This discussion I found to be particularly helpful as much of what Thompson assumes in talking about shame is that it exists to rupture our God-bearing reflection as relational beings. To put it another way: shame would not exist if we were not relational. It is not to say that shame does not start personally, it certainly does, but it always involves another(s): “humans tend to experience no greater distress than when in relationships of intentional, unqualified abandonment- abandoned physically and left out of the mind of the other. With shame, I not only sense that something is deeply wrong with me, but accompanying this is the naturally extended consequence that because of this profound flaw, you will eventually want nothing to do with me…”

Thompson makes the case that shame was present and utilized by the serpent to help bring about the disruption between humans and God and humans with themselves. When we doubt our connection with others, or doubt that God really, actually, likes us, shame is often at work. Shame was secretly at work during the temptation to eat the fruit, and it was noticeably present when Adam and Eve realized that they were vulnerable and needed to be covered. And in the act of covering themselves, a wall was erected between them, a wall that exists with each of us. Adam and Eve started in the garden perfectly vulnerable, perfectly without shame, and in perfect intimacy with God and themselves. With the presence of shame, their eyes were opened, they saw their naked selves as inadequate, their failures were magnified, and they resulted to hiding from each other by covering themselves and hiding from God in a literal sense.

Shame destroys our connectedness with others. Just as Adam and Eve sought each other or another to accuse after the Fall, Thompson reminds us that “shamed people shame people.” And here we have shame’s arrival into the world through friendships, families, and communities in a self-destructive and rampant progression.

Obviously this book is much more than just a diagnosis, but certainly the diagnosis is critical. One of the reasons I initially found this book unique is because of Thompson’s psychiatric expertise and insight into the neurological effects of shame on the brain. What most can only talk about abstractly, Thompson can talk about scientifically. Yet since I am not a scientist or a doctor, I can not verify what he says is true nor speak into it very well, but he certainly backs himself.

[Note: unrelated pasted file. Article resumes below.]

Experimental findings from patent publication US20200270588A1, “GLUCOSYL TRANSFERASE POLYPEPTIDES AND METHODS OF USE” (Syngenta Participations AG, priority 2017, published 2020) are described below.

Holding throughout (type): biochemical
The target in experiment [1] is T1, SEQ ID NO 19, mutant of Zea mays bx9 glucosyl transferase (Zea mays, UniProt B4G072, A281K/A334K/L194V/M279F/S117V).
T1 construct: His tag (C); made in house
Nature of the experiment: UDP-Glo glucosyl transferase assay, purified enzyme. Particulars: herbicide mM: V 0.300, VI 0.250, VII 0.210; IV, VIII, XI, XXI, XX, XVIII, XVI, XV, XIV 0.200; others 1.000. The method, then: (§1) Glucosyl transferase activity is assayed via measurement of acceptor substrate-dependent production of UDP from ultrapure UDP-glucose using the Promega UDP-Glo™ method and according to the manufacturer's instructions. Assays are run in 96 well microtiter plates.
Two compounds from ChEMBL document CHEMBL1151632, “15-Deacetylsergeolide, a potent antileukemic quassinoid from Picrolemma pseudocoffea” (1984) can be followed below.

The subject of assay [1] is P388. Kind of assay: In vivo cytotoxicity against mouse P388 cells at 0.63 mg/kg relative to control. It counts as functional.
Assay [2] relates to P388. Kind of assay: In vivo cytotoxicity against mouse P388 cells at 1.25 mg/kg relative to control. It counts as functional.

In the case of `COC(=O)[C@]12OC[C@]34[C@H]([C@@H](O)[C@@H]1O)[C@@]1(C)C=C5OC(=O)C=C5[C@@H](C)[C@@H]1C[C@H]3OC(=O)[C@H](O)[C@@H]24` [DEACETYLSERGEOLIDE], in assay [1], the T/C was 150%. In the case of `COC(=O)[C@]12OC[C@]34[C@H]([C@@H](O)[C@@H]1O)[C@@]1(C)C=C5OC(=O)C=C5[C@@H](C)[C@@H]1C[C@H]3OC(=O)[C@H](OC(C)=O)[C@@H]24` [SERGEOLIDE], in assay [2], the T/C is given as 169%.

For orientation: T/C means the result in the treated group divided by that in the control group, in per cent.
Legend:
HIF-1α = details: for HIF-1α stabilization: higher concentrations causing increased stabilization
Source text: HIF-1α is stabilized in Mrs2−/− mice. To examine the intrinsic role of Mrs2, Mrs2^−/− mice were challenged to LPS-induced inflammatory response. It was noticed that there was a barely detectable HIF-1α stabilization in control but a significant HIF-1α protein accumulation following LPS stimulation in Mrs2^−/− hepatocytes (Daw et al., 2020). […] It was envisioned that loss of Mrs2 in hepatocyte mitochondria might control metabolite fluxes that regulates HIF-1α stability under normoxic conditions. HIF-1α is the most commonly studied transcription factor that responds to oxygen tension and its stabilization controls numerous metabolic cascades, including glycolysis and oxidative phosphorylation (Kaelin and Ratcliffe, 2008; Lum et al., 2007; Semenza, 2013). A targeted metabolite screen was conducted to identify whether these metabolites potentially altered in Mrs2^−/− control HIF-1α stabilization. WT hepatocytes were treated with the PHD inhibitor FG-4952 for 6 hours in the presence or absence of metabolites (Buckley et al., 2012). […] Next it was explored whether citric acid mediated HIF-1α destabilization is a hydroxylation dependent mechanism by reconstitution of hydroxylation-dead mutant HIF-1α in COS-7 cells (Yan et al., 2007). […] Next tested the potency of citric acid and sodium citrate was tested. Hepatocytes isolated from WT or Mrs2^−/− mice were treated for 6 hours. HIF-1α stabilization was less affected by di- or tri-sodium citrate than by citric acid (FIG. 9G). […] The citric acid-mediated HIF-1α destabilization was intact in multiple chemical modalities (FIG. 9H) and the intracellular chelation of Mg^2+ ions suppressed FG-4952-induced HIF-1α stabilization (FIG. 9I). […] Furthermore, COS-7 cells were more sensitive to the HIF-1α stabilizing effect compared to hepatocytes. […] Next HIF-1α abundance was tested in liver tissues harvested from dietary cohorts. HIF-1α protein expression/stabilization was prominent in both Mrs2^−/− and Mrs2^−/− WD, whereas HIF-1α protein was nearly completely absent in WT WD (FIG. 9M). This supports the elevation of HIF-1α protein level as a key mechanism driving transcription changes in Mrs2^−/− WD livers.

And like any good doctor, Thompson provides a treatment option to such a malady. The almost paradoxical nature of shame is that in an attempt to not be abandoned, we cover ourselves and hide, thus resulting in our own isolation and self-abandonment. We long for intimacy but are frightened by what others may really see when we begin discarding the fig leaves of our own social status, career achievements, perfect family, theological correctness, and the myriad of ways we try to cover up our utter nakedness.

Like a returning to Eden, vulnerability is the only means by which we can taste the intimacy we once had. However, it often feels like death. It leaves us open to hurt, to rejection, to betrayal, to pain, and, yes in an extreme sense, death. Often vulnerability is spoken of as an act, but Thompson rightly reminds us, “it is something we are.” It is how we were created. Thompson even says, “It begins in the beginning where we are introduced to a vulnerable God. Vulnerable in the sense that he is open to wounding. Open to pain. Open to rejection. Open to death.”

Shame wants nothing more than our own isolation and eventual self-destruction. In light of many recent studies on the lethality of loneliness, I do not find shame’s goals so far-fetched. If shame seeks our isolation then its greatest nemesis is intimacy – to be fully known & exposed and fully loved. And Thompson goes to explain that, “We can love God, love ourselves, or love others only to the degree that we are known by God and known by others.” He does not simplify this as just positive thinking either as some often do. As a psychiatrist, he recognizes that this work of being known requires immense difficulty and risk. It requires honest confrontation and soul excavation with God and friends and often therapists. But it also requires knowing the vulnerable God naked and crucified.